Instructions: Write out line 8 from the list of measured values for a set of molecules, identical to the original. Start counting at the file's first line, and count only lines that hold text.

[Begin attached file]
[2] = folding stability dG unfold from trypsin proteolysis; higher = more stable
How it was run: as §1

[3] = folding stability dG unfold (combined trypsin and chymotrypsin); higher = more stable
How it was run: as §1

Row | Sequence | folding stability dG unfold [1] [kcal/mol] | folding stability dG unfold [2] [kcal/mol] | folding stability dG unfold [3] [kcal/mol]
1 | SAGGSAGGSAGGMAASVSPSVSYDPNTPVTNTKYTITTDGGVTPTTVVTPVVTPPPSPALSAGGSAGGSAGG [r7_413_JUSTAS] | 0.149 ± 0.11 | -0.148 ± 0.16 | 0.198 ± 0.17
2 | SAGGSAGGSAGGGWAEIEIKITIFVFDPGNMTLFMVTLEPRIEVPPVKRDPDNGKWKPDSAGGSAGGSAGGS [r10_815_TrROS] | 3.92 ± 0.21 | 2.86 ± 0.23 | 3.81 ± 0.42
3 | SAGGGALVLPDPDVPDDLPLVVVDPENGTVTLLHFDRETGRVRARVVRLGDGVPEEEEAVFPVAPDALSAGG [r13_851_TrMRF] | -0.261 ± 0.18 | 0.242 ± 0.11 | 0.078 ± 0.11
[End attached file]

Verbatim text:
3 | SAGGGALVLPDPDVPDDLPLVVVDPENGTVTLLHFDRETGRVRARVVRLGDGVPEEEEAVFPVAPDALSAGG [r13_851_TrMRF] | -0.261 ± 0.18 | 0.242 ± 0.11 | 0.078 ± 0.11